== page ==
Messier 75 – the NGC 6864 Globular Cluster

Hubble image of the globular cluster known as Messier 75. Credits: NASA, ESA, STScI, and G. Piotto (Università degli Studi di Padova) and E. Noyola (Max Planck Institut für extraterrestrische Physik)

Welcome back to Messier Monday! Today, we continue in our tribute to our dear friend, Tammy Plotner, by looking at the globular cluster known as Messier 75!

During the 18th century, famed French astronomer Charles Messier noticed the presence of several “nebulous objects”  while surveying the night sky. Originally mistaking these objects for comets, he began to catalog them so that others would not make the same mistake. Today, the resulting list (known as the Messier Catalog) includes over 100 objects and is one of the most influential catalogs of Deep Space Objects.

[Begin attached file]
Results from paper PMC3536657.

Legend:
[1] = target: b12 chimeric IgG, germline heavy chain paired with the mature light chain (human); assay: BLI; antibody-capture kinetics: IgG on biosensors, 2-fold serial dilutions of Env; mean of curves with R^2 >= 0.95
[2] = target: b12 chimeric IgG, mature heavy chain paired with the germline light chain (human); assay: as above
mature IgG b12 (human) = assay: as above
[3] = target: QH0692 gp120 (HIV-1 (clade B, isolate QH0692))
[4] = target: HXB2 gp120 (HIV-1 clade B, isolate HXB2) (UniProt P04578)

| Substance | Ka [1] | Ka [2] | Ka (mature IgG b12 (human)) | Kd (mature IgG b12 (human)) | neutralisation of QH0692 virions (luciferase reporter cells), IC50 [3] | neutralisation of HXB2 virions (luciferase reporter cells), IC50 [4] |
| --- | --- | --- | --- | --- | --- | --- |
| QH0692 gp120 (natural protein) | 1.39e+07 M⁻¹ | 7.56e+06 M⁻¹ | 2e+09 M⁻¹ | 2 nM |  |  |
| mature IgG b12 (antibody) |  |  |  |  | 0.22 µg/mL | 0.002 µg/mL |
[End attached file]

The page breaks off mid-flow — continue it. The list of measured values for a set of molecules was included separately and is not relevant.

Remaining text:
One of these objects is Messier 75 (aka. NGC 6864), a globular cluster roughly 67,500 light years from Earth near the southern constellation Sagittarius. This object is also about 14,700 light years away from the Galactic Center, and on the located on the other side relative to Earth. Because of its distance and location, this object is virtually impossible to see binoculars and difficult to resolve with small telescopes. Continue reading “Messier 75 – the NGC 6864 Globular Cluster”